• John 16:16. Why does Jesus tell the apostles that they will see him in a little while, because he goes to the Father? What is the relationship between seeing Jesus and Him ascending to Heaven? Would it not be possible without the ascension?


This section is for listing links and print resources, including those that are also cited elsewhere on this page. A short comment about the particular strengths of a resource can be helpful. Click the "edit" link to edit or add content to this section. →

  • John 14:16: Joseph Smith on the Second Comforter. Joseph Smith had this to say about the Second Comforter: "Now what is this other Comforter? It is no more nor less than the Lord Jesus Christ Himself; and this is the sum and substance of the whole matter; that when any man obtains this last Comforter, he will have the personage of Jesus Christ to attend him, or to appear unto him from time to time, and even He will manifest the Father unto him, and they will take up their abode with him, and the visions of the heavens will be opened unto him, and the Lord will teach him face to face, and he may have a perfect knowledge of the mysteries of the Kingdom of God; and this is the state and place the ancient Saints arrived at when they had such glorious visions--Isaiah, Ezekial, John upon the Isle of Patmos, St. Paul in the three heavens, and all the Saints who held communion with the general assembly and Church of the Firstborn" (Teachings of the Prophet Joseph Smith, pp. 149-151).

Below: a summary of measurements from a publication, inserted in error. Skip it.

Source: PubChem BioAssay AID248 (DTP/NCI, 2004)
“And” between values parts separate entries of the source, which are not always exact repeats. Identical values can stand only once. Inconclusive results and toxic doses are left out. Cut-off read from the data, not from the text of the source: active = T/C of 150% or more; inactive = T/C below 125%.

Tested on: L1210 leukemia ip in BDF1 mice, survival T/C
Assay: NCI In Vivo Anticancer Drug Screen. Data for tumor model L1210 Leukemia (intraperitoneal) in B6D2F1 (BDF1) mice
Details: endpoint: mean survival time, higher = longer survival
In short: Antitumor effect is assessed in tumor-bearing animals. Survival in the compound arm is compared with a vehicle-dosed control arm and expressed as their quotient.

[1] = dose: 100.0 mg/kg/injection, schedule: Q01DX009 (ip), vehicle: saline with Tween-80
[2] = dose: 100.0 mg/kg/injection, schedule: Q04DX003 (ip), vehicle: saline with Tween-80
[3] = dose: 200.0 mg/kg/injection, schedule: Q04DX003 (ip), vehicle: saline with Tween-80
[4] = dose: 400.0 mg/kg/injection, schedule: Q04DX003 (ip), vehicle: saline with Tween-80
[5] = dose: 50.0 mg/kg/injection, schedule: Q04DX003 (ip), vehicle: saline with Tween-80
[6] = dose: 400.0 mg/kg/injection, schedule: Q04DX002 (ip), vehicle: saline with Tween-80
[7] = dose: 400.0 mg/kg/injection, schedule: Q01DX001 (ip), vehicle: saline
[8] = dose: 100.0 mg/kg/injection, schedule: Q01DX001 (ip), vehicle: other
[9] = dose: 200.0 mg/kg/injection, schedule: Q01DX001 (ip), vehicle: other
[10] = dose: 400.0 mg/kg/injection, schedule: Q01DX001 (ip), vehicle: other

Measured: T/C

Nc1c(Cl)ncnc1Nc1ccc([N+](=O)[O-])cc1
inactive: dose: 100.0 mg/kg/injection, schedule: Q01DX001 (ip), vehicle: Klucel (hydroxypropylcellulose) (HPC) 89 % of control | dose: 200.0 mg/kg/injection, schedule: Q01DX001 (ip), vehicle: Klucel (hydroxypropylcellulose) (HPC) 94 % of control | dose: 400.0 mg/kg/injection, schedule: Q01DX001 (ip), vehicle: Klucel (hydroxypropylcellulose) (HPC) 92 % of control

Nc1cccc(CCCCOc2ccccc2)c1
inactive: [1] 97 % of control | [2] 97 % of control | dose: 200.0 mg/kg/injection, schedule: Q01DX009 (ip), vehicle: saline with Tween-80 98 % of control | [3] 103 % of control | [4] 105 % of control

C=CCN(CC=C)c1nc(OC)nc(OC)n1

• John 14:18. Elder Bednar's conference address in April 2005 suggests that one way Jesus fulfills his promise to come to us in verse 18 is by sending his tender mercies (see 1 Ne 1:20).


Footnotes are not required but are encouraged for factual assertions that average readers cannot easily evaluate for themselves (such as the date of King Solomon’s death or the nuanced definition of a Greek word). In contrast, insights rarely benefit from footnoting, and the focus of this page should always remain on the scriptures themselves rather than what someone has said about them. Links are actively encouraged on all sections of this page, and links to authoritative sources (such as Strong's Bible Concordance or the Joseph Smith Papers) are preferable to footnotes.